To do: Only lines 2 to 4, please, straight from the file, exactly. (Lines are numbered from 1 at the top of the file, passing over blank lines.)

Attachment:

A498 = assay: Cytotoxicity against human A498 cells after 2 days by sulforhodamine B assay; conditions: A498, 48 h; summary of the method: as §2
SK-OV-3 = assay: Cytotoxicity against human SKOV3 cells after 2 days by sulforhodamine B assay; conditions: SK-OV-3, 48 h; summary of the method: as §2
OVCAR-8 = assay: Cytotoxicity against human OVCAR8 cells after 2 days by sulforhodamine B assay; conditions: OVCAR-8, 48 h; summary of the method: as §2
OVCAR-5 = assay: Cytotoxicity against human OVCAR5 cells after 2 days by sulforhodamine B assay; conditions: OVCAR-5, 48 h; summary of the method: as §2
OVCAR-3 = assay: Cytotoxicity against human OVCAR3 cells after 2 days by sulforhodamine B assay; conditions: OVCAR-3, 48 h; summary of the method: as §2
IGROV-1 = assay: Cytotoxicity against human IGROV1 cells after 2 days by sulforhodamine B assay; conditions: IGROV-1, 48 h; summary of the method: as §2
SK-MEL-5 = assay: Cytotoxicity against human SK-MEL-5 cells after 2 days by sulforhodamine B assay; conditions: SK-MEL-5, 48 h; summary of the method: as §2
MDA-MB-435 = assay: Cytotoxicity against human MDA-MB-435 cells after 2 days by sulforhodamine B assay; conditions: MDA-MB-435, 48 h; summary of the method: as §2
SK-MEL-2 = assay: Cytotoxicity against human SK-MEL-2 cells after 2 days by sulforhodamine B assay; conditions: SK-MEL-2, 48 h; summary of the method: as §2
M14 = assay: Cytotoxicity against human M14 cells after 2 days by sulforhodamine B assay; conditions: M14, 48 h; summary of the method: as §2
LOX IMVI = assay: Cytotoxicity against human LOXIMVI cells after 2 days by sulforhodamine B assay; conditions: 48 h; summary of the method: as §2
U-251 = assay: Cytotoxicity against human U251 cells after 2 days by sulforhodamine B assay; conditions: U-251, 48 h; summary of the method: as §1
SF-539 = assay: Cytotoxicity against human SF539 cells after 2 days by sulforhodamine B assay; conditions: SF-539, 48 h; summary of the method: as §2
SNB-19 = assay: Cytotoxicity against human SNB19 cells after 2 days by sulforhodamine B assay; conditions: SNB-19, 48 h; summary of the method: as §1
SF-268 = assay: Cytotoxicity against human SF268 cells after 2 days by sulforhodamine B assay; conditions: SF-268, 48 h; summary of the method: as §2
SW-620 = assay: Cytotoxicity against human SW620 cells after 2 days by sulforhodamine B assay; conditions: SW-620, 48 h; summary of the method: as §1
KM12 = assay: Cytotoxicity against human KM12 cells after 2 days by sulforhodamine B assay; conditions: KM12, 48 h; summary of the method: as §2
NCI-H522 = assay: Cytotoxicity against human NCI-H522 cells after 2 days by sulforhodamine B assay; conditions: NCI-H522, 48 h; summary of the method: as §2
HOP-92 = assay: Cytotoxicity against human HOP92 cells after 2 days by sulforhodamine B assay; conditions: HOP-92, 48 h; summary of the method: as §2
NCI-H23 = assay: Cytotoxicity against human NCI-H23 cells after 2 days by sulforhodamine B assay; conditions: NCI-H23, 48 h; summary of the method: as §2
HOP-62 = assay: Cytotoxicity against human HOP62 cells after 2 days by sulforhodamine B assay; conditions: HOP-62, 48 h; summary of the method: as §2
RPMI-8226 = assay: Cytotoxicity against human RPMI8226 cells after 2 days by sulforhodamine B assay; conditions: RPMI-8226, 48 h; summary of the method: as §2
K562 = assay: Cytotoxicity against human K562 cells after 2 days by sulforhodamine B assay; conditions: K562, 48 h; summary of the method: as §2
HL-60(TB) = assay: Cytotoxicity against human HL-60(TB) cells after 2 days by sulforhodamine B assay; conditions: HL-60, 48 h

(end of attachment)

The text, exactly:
SK-OV-3 = assay: Cytotoxicity against human SKOV3 cells after 2 days by sulforhodamine B assay; conditions: SK-OV-3, 48 h; summary of the method: as §2
OVCAR-8 = assay: Cytotoxicity against human OVCAR8 cells after 2 days by sulforhodamine B assay; conditions: OVCAR-8, 48 h; summary of the method: as §2
OVCAR-5 = assay: Cytotoxicity against human OVCAR5 cells after 2 days by sulforhodamine B assay; conditions: OVCAR-5, 48 h; summary of the method: as §2